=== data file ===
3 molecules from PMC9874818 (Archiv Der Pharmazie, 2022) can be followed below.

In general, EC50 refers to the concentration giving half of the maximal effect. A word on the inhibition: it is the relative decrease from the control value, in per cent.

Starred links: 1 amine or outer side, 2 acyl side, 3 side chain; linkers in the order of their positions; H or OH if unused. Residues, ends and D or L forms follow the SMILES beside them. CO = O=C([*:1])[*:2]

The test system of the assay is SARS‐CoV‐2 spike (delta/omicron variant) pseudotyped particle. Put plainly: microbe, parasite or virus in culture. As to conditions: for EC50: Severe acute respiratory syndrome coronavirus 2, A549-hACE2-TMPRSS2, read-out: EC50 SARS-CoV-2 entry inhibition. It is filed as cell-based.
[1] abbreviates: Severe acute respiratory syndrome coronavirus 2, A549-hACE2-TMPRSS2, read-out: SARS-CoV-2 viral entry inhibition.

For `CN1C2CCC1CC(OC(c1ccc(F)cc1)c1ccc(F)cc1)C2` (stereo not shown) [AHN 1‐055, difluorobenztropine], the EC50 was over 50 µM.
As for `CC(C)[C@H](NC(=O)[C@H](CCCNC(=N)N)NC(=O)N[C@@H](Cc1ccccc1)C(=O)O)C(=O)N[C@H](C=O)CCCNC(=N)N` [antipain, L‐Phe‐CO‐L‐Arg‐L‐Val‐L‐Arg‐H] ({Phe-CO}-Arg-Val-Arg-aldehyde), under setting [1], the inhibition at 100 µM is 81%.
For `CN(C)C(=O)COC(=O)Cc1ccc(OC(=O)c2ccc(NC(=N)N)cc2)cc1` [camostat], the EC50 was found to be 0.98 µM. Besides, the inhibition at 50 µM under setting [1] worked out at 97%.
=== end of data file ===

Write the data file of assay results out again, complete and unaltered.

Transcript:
3 molecules from PMC9874818 (Archiv Der Pharmazie, 2022) can be followed below.

In general, EC50 refers to the concentration giving half of the maximal effect. A word on the inhibition: it is the relative decrease from the control value, in per cent.

Starred links: 1 amine or outer side, 2 acyl side, 3 side chain; linkers in the order of their positions; H or OH if unused. Residues, ends and D or L forms follow the SMILES beside them. CO = O=C([*:1])[*:2]

The test system of the assay is SARS‐CoV‐2 spike (delta/omicron variant) pseudotyped particle. Put plainly: microbe, parasite or virus in culture. As to conditions: for EC50: Severe acute respiratory syndrome coronavirus 2, A549-hACE2-TMPRSS2, read-out: EC50 SARS-CoV-2 entry inhibition. It is filed as cell-based.
[1] abbreviates: Severe acute respiratory syndrome coronavirus 2, A549-hACE2-TMPRSS2, read-out: SARS-CoV-2 viral entry inhibition.

For `CN1C2CCC1CC(OC(c1ccc(F)cc1)c1ccc(F)cc1)C2` (stereo not shown) [AHN 1‐055, difluorobenztropine], the EC50 was over 50 µM.
As for `CC(C)[C@H](NC(=O)[C@H](CCCNC(=N)N)NC(=O)N[C@@H](Cc1ccccc1)C(=O)O)C(=O)N[C@H](C=O)CCCNC(=N)N` [antipain, L‐Phe‐CO‐L‐Arg‐L‐Val‐L‐Arg‐H] ({Phe-CO}-Arg-Val-Arg-aldehyde), under setting [1], the inhibition at 100 µM is 81%.
For `CN(C)C(=O)COC(=O)Cc1ccc(OC(=O)c2ccc(NC(=N)N)cc2)cc1` [camostat], the EC50 was found to be 0.98 µM. Besides, the inhibition at 50 µM under setting [1] worked out at 97%.